The internet is the oracle for most adults to find the nearest restaurants, read guides, access content, use social media and engage in communities. Children will also begin to need access to the internet, and they’ll need to do so safely. Follow these tips from a prep school in Leatherhead to keep your child safe online.
Teach Your Child To Protect Their Personal Information:
If your child’s going to be chatting to people online then personal information is likely to be shared if they’re not careful. Unless it’s someone they know, like a relative or friend from school, and can verify that it is them, then show your child that they should proceed with caution. Provide them with quick answers they can use when they are asked these details, and encourage them to talk to you about any issues they’re having online.
A lot of online communities are safe for children and can boast lots of collaborative projects, support, and guidance for children looking to find others who love the same interests and hobbies as they do. However, it should come with caution and a warning to make sure children are safe with who they interact with online.
If Downloading Things, Make Sure Your Child Knows If It Is Safe:
From important school resources, studying material, and mock exam papers, to forms and PDFs for personal use – your child should be aware of the risks they take when they look to download files from places they’re not sure of. If they feel comfortable asking you about what to do when they’re unsure of what to look out for, then half the battle is done for you. If they’re on a new website and wouldn’t know how to find out if the file is safe, then offer a hand in showing them how.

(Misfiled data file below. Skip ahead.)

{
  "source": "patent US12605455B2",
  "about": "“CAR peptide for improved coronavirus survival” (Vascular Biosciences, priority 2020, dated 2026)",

Explain to them that a computer should always have a firewall in place to protect users from viruses entering your system. Explain that you have virus protection systems on the PC to add a layer of protection when users look to download anything, but there are other ways children can check the quality of the site.
Show Them The Top Features a Secure Site Should Have:
Ask them to look at the address bar – is the site secure? They’ll be able to find out by reading if it’s an HTTPS link, or if they can see a little padlock next to the address bar. If they’re even more curious, they can look up the age of the domain they’re on to see how old it is – younger domains could set off alarm bells. Finally, if your child’s looking to purchase something, make sure the payment methods are completely secure through the website to ensure your data is encrypted upon use.
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